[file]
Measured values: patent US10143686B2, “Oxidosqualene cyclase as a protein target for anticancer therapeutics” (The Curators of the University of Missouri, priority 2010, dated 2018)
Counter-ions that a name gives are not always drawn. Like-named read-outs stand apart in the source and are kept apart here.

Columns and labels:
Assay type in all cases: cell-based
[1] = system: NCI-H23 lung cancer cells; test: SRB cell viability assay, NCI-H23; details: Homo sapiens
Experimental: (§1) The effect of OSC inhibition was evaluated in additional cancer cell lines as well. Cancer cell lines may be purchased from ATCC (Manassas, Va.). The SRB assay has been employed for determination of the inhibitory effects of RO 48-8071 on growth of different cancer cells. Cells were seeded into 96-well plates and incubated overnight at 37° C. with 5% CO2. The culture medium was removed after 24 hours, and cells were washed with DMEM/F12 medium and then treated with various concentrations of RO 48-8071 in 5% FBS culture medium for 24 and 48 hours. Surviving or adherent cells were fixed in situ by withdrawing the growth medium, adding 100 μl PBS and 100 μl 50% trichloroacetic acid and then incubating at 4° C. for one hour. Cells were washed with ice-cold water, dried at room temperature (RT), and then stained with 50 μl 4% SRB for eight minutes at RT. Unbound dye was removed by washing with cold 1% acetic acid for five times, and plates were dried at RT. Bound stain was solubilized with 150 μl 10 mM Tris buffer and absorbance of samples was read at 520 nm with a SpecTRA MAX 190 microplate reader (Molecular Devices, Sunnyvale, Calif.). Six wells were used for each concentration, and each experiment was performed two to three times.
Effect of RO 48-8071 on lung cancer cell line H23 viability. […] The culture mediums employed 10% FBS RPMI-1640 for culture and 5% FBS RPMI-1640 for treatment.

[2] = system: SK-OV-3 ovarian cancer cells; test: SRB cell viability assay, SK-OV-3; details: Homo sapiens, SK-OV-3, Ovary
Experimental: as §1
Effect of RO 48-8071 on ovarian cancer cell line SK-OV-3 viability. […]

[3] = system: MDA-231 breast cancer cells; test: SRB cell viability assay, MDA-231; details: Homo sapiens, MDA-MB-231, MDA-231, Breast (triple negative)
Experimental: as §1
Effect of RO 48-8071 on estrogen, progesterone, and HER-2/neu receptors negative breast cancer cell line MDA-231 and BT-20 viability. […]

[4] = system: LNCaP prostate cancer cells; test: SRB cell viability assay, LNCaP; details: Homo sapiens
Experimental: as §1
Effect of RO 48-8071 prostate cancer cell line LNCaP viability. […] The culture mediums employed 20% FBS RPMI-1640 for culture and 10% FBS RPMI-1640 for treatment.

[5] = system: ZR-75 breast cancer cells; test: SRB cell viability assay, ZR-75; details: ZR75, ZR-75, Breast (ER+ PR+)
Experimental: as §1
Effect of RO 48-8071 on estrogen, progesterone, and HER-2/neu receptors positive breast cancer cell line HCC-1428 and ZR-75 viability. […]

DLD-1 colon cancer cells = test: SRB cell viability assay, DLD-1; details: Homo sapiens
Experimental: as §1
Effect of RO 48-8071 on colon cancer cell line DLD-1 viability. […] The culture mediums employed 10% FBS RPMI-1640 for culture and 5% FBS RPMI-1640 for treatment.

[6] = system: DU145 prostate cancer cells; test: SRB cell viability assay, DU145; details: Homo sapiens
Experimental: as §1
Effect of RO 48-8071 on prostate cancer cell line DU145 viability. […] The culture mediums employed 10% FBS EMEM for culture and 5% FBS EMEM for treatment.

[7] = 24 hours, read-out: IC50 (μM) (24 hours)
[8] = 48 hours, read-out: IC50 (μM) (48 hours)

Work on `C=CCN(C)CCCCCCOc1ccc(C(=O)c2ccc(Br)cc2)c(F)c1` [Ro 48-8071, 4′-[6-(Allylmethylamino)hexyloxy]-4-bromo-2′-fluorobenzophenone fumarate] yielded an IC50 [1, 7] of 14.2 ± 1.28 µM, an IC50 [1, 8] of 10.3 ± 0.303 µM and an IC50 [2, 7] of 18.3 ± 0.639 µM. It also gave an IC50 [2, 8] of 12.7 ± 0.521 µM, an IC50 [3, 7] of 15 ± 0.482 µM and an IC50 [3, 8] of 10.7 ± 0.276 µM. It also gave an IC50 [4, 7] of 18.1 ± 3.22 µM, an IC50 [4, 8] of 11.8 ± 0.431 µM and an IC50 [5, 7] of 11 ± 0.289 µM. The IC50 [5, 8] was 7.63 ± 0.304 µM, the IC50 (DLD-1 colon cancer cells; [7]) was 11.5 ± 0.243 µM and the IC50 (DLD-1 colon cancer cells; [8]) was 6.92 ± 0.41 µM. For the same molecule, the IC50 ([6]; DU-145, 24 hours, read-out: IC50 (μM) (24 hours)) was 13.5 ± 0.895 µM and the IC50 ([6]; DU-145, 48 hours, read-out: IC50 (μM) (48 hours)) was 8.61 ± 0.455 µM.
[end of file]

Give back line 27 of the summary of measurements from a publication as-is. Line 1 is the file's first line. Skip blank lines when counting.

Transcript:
[8] = 48 hours, read-out: IC50 (μM) (48 hours)